Soundmatters DASHa: A Kindle-Specific Bluetooth Speaker

As a non-iPhone user, the preponderance of iPod-ready devices gets a bit old. I’m over it. So it was a welcome relief when Soundmatters announced the DASHa, a Kindle-ready version of their very popular (and rightly so) DASH7 Bluetooth speaker. The DASHa is “Certified Made for Kindle” and it only comes in a matte black finish that matches the Kindle. It’s currently only available through Amazon, although other Kindle distributors might be added. It is compatible with Kindle Fire HD and Kindle Fire HDX.

At first glance, I thought this was just a marketing ploy—a way to sell the DASH7 to the Kindle crowd. Not a bad thing—I loved the original FoxL and the DASH7, as did my colleague Brent Butterworth in his review here. However, the DASHa has subtle, yet important distinctions from what is obviously its big brother.

First, the DASHa is $149 and the DASH7 is $219. The DASHa is also smaller, meaning a bit less low-frequency output. Specifically, it measures 2.1” x 7.5” x 0.6”. It has a significant “heft” to it although it weighs just 6.9 ounces—it just feels solid. The metal speaker grill takes up almost all of the top panel. This panel also has the rather diminutive power and volume controls, along with a small LED that indicates Bluetooth pairing status and power status. On one end of the unit is the micro-USB charging port and the other end houses an auxiliary audio input. The DASH a comes with a micro-USB to USB charging cable and a 3.5mm cable to connect a non-Bluetooth device.

The next difference between the DASHa and DASH7 is in the guts of the speaker. While the DASH7 is kinda like the FoxL and the DASHa is kinda like the DASH7, they all sound quite different. As mentioned, the bass response is lighter from the DASHa, although it uses Soundmatters’ patented “twoofers.” These pancake-thin high-excursion speakers give a full-range sound from a very thin speaker. The internal design is a bit different between the two models; this difference gives the advantage to the DASH7 with a smoother treble sound. Rumor has it that the twoofers in the DASHa are identical to the speakers in the Jawbone Jambox Mini, although they have a different tonality, design and tuning. The bass response of the DASHa is enhanced by the inclusion of a passive radiator combined with the internal battery.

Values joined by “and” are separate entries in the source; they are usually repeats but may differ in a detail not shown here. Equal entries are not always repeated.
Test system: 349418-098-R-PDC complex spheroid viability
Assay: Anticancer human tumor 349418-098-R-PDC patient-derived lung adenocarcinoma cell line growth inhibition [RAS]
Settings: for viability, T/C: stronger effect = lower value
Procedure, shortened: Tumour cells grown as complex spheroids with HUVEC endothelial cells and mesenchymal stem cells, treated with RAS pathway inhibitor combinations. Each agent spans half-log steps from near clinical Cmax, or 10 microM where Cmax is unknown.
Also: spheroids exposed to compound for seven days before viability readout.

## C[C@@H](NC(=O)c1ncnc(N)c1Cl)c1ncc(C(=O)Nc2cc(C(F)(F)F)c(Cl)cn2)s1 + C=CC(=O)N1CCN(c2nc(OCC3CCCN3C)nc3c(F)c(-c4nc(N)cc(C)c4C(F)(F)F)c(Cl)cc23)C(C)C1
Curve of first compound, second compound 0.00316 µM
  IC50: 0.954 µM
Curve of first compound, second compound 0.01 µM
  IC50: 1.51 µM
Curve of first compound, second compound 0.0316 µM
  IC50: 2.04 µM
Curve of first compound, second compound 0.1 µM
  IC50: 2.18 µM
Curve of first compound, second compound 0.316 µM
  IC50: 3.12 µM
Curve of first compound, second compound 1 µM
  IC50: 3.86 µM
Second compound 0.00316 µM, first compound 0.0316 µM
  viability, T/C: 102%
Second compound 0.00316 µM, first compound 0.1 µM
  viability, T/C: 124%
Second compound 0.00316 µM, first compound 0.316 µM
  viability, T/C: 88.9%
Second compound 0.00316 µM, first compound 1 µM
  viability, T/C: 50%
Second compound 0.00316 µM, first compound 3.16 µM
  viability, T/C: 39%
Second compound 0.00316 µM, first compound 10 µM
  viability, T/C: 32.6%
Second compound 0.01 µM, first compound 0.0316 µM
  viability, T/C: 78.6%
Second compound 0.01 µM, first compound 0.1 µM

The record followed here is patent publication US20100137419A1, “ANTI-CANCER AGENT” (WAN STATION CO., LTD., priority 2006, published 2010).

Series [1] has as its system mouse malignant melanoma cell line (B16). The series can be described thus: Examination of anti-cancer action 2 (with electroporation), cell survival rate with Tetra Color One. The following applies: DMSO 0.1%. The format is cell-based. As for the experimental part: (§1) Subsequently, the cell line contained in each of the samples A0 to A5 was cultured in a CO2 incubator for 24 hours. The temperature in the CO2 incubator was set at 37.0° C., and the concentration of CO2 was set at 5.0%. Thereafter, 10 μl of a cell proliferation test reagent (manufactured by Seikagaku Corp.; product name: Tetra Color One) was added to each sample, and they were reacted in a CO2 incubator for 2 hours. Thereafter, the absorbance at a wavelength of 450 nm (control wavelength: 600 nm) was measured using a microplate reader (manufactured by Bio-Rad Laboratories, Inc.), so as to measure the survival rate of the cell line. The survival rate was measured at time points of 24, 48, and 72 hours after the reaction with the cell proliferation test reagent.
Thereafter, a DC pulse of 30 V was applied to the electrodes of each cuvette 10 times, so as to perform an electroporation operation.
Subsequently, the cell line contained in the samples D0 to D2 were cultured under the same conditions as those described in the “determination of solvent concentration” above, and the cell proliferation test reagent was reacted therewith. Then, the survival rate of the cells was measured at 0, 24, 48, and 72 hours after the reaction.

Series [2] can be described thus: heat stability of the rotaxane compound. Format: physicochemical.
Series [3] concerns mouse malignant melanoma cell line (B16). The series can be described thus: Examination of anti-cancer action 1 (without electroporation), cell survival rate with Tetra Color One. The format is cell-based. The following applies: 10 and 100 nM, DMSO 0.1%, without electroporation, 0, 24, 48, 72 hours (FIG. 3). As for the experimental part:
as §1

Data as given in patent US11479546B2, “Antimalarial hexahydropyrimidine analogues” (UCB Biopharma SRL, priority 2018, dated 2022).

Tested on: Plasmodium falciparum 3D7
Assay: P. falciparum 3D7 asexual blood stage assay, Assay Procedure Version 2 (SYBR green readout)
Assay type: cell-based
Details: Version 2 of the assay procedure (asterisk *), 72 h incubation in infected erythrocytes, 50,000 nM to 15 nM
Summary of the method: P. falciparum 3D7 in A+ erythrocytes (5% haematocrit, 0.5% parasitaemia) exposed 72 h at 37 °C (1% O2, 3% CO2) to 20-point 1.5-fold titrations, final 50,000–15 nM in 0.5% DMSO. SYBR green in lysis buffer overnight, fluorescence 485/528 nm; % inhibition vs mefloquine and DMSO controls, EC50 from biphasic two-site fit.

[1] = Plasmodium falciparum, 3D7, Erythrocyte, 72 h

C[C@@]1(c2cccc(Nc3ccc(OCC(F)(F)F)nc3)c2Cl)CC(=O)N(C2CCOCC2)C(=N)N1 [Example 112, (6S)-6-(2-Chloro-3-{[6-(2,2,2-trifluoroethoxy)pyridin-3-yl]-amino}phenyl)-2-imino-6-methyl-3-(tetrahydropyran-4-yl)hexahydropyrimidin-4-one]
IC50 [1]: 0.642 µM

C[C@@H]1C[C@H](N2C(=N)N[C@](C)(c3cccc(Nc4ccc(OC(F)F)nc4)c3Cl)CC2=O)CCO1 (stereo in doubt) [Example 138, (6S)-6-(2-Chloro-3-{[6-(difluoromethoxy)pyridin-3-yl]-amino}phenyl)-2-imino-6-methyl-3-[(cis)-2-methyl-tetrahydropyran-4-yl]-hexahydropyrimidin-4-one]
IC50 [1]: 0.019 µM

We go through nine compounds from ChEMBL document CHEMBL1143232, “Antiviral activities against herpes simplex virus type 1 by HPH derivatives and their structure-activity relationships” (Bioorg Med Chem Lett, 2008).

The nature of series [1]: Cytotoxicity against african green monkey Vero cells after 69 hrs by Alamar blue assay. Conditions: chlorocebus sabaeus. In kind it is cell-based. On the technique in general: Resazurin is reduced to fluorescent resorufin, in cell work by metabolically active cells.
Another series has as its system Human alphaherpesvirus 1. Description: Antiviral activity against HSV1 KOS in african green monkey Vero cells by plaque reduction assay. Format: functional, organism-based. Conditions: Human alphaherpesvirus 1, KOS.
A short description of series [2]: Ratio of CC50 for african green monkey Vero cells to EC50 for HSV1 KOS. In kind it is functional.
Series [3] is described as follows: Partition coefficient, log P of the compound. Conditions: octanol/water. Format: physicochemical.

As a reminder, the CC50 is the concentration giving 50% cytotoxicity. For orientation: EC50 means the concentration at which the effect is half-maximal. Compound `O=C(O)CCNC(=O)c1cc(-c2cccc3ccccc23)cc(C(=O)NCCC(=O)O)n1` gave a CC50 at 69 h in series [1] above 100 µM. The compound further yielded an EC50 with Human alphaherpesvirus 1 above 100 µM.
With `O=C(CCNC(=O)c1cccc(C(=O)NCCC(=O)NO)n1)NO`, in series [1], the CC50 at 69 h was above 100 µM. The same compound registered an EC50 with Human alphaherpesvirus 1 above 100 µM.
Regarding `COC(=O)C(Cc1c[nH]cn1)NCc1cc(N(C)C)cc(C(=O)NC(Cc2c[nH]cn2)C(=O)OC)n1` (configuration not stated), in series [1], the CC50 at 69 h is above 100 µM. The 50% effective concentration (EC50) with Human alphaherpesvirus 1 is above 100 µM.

There are a few other differences between the DASHa and DASH7. The DASHa lacks the subwoofer output found on the DASH7. The DASH7 includes an AC adapter; the DASHa only charges via micro-USB. Finally, the DASH7 includes a carrying case that doubles as a stand for the unit that lets you angle the speakers. The DASHa is designed to sit flat on a surface, with a rubberized back panel to reduce vibrations and keep the unit from sliding around.

So, with all these differences, how does the DASHa actually perform? Pretty darn well. I used the DASHa with a borrowed Kindle, and I also auditioned it with my iPod nano. It paired quickly and simply with both devices, and as expected I noticed no perceptible differences in the sound from either device. There was slightly less hum when using a wired connection compared to a Bluetooth-connected device, but this is negligible when playing back most music. One quibble—the system doesn’t shut off automatically.

I listened to Ellie Goulding’s Burn to see how the system sounded. I was immediately impressed by the clear and clean the sound of this little speaker. Ms. Goulding’s voice can sound quite sibilant when played on a lesser system, but I didn’t detect any sibilance through the DASHa. Her voice had a pleasant transparency and breathy quality. There was a tiny bit of distortion from the very deep synth notes in the intro, but there is still a cleaner bass quality than most portable Bluetooth systems I’ve been using lately. With so much reliance on the bass radiator, I noticed vibrations from items on my desktop that most other systems have no effect on. Once I moved the offensive item (desk lamp, in this case) the bass could play without interference. The rubber bottom effectively eliminated the problem of the player scooting around on my desk. The sound is significantly more interesting with the unit laying flat on a desk or countertop—I would suggest to always keep it flat for the best bass.

Bottom line: does the world need a Kindle-specific Bluetooth speaker? Given the choice, would I pick the DASHa or the DASH7? The DASHa perfectly matches the Kindle, but so does a black DASH7. The price difference is $70. For me, the enhanced sound quality of the DASH7 is worth it. However, if I had to pick between the DASHa and the vast majority of other similarly-priced Bluetooth speakers? No contest. For sound quality and ease of use, the DASHa is a hands-down winner. I just hope that Soundmatters continues to offer really high-quality speakers that I can audition. It certainly makes my job more fun.